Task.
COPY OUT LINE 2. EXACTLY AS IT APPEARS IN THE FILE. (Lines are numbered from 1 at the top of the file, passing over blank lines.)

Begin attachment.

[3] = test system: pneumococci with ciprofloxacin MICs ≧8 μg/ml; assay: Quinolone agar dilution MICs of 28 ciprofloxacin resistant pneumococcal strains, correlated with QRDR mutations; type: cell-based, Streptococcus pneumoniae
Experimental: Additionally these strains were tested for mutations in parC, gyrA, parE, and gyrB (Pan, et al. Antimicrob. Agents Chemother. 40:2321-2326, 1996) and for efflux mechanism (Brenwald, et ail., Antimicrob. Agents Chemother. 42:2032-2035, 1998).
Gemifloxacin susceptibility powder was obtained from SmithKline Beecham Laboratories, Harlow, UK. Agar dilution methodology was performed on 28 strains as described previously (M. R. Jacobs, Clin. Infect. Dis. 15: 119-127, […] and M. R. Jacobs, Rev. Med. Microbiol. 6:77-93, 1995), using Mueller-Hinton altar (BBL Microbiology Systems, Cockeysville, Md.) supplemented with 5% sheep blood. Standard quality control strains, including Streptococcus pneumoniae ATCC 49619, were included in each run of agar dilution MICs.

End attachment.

Experimental: Additionally these strains were tested for mutations in parC, gyrA, parE, and gyrB (Pan, et al. Antimicrob. Agents Chemother. 40:2321-2326, 1996) and for efflux mechanism (Brenwald, et ail., Antimicrob. Agents Chemother. 42:2032-2035, 1998).